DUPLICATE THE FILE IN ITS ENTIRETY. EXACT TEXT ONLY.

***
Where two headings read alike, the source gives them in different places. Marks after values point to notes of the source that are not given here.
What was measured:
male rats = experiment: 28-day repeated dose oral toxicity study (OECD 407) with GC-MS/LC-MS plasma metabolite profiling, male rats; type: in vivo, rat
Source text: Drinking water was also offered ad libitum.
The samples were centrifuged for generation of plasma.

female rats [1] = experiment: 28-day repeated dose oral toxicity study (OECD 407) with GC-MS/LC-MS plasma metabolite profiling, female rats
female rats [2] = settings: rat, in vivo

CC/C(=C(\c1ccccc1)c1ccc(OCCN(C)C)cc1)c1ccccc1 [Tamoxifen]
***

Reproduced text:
Where two headings read alike, the source gives them in different places. Marks after values point to notes of the source that are not given here.
What was measured:
male rats = experiment: 28-day repeated dose oral toxicity study (OECD 407) with GC-MS/LC-MS plasma metabolite profiling, male rats; type: in vivo, rat
Source text: Drinking water was also offered ad libitum.
The samples were centrifuged for generation of plasma.

female rats [1] = experiment: 28-day repeated dose oral toxicity study (OECD 407) with GC-MS/LC-MS plasma metabolite profiling, female rats
female rats [2] = settings: rat, in vivo

CC/C(=C(\c1ccccc1)c1ccc(OCCN(C)C)cc1)c1ccccc1 [Tamoxifen]